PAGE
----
People are also talking about crowded conditions on Mount Everest, Trump accusing Jussie Smollett of a hate crime and Monday's Blues game.
Woman found alive after 17 days in a Hawaiian forest
A Hawaii woman has been found alive in a forest on Maui island after going missing more than two weeks ago.
Amanda Eller was found injured in the Makawao Forest Reserve, the Maui News reported Friday.
Family spokeswoman Sarah Haynes confirmed she spoke with Eller's father, John. Eller was airlifted to safety.
"I was crying tears of joy," Eller's mother, Julia, said. "I never gave up hope for a minute. I knew that we would find her."
The physical therapist from the Maui town of Haiku went missing on May 8. Her white Toyota RAV4 was found in the forest parking lot with her phone and wallet inside.
Hundreds of volunteers have searched for her since. Eller's parents had offered a $10,000 reward to encourage people to find her.
Javier Cantellops said he was searching for Eller from a helicopter along with Chris Berquist and Troy Helmers when they spotted her about 3:45 p.m. near the Kailua reservoir, according to Maui Police Department spokesman Lt. Gregg Okamoto and the Honolulu Star-Advertiser.
Cantellops told the newspaper that she was in the bed of a creek with waterfalls on either side.
He told CNN he saw Eller waving her hands at the helicopter.
"It was unbelievable, dude," Cantellops said. "Seeing her for the first time in a long time was just unbelievable. It was nothing short of elation."
"That vegetation is so thick, it's a miracle that we saw her," Cantellops told CNN.
The Maui Fire Department brought Eller to a hospital for evaluation, Okamoto said in a statement.
Her mother told the Maui News that Amanda Eller survived by staying near a water source and eating wild raspberries and strawberry guavas. She even ate a couple of moths, Julia Eller said.
Her daughter tried to catch some crawfish, but she was "not very successful," Julia Eller said.
"She lost quite a bit of weight, as you can imagine, being lost for that amount of time," Julia Eller said. "But she was able to survive it. She had the right skills and did the right things to buy time so that we had a chance to find her."
Amanda Eller suffered a leg fracture, abrasions on her ankles and a severe sunburn, but Julia Eller told the Maui News that her daughter's spirits were good.
"And all of those things are treatable," Julia Eller said.
A photo was posted to a Facebook page tracking the search, showing a smiling Eller with what appeared to be injuries to her face and dirt on her clothing. The photo shows Eller surrounded by Cantellops, Berquist and Helmers.
Climbers on Everest face crowded conditions during deadly week
Three more climbers have died on Mount Everest, bringing the toll of those dead or presumed dead to nine across the 2019 climbing season, CNN reports.
Two people died on the Nepali side of Everest earlier this week, Meera Acharya, director of Nepal's department of tourism, confirmed to CNN.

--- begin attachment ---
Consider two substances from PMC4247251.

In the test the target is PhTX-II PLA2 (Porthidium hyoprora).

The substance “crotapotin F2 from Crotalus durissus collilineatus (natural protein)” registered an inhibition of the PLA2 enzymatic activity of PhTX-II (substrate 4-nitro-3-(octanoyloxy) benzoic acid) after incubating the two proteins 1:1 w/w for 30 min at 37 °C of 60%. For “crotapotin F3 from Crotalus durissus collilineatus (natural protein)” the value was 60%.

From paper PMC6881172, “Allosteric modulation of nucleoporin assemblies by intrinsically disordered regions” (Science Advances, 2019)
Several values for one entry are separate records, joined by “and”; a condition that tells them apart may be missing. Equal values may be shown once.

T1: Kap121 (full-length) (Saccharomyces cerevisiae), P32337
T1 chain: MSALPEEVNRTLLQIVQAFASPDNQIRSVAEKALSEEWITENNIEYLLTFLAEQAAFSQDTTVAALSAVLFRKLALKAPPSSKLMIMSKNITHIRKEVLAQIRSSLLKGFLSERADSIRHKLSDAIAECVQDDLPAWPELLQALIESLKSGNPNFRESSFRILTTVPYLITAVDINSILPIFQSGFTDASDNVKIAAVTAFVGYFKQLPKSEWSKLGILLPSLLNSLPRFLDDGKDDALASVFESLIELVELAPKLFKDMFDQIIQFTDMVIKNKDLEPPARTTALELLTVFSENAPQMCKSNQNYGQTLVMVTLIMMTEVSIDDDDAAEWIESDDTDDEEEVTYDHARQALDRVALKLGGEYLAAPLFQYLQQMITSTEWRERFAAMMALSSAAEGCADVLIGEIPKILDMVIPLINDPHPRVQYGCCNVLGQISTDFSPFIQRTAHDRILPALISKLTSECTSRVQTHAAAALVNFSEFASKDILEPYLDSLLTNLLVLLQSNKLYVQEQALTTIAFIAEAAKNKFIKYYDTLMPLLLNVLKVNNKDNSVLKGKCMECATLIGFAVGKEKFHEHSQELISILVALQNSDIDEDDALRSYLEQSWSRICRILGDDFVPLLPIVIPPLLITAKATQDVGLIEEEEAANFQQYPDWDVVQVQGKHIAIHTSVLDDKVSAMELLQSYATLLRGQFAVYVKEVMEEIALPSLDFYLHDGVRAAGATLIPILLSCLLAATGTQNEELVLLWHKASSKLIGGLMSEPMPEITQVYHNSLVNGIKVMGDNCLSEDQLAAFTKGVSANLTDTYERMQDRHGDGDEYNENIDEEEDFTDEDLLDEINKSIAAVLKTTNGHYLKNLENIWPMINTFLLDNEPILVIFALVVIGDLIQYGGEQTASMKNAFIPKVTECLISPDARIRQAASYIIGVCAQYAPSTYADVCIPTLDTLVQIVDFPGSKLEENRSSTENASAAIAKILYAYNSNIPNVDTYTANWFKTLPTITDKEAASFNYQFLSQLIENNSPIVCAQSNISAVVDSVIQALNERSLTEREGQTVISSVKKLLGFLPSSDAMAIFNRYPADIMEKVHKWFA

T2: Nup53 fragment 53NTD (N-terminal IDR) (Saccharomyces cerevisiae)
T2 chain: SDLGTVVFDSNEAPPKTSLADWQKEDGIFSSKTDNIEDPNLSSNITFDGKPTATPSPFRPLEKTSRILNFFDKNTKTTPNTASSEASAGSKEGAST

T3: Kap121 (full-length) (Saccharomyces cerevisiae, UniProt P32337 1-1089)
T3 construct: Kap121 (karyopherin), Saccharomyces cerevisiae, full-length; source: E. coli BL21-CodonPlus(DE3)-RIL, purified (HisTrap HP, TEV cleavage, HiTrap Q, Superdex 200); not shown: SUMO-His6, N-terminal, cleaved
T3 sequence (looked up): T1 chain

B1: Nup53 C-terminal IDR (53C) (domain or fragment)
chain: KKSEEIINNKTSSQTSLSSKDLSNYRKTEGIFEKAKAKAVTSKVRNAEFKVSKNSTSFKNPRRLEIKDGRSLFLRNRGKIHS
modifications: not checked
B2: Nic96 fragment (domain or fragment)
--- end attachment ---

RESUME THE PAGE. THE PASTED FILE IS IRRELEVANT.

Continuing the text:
Nepali climbing guide Dhruba Bista fell ill on the mountain and was transported by helicopter to the base camp, where he died Friday.
The following day, British climber Robin Haynes Fisher died of what appeared to be altitude sickness at 28,215 feet, while descending from the summit.
"I am hopeful to avoid the crowds on summit day and it seems like a number of teams are pushing to summit on the 21st," he wrote in a captioned Instagram post on May 13.
"With a single route to the summit, delays caused by overcrowding could prove fatal so I am hopeful my decision to go for the 25th will mean fewer people. Unless of course everyone else plays the same waiting game."
During the week beginning May 20, crowds of climbers became stuck in a queue to the summit, above the mountain's highest camp at 26,247 feet.
Irish climber Kevin Hynes, 56, died Friday morning on the Tibetan side of Everest in his tent at 22,966 feet, the UK Press Association reports. Hynes, a father of two, was climbing with a group from the UK-based company 360 Expeditions.
Hynes reached 8,300 meters on Wednesday, but turned back the following day, accompanied by experienced climbing guide Dawa Sangee.
In a statement, 360 Expeditions called Hynes "one of the strongest and most experienced climbers on our team," adding, "He really was a wonderful man and it was a great privilege to have him on our team."
Earlier this week, crowds of climbers became stuck in a queue to the summit, above the mountain's highest camp at 26,247 feet. Two died Wednesday after descending from the summit: Indian climber Anjali Kulkarni, 55, and American climber Donald Lynn Cash, 55.
Kalpana Das, 49, and Nihal Bagwan, 27, both from India, also died on Everest this week. Both died Thursday on their return from the summit.
Ravi, a 28-year-old Indian climber who goes by one name, died the previous week on May 17.
Anjali Kulkarni, who had become stuck in the "traffic jam," died on her way back from the peak. She had more than 25 years of climbing experience and had previously climbed Mount Kilimanjaro in Tanzania and Mount Elbrus in Russia, her son Shantanu Kulkarni told CNN.
Kulkarni spent six years training for her Everest climb. Previously, she owned an advertising agency with her husband, but they both retired to "pursue their dream of standing atop Mount Everest," Shantanu said.
Cash, a grandfather, collapsed near a portion of the trail that had an altitude of about 8,770 meters (28,700 feet), according to the Nepali expedition company Pioneer Adventure Pvt. Ltd.
"Our team did their best to save his life," the company said, adding that Sherpa guides had attempted to keep him alive while pulling him down the mountain. "Despite their best efforts in providing the best guidance, sufficient oxygen supplies and medical support they could not save his life."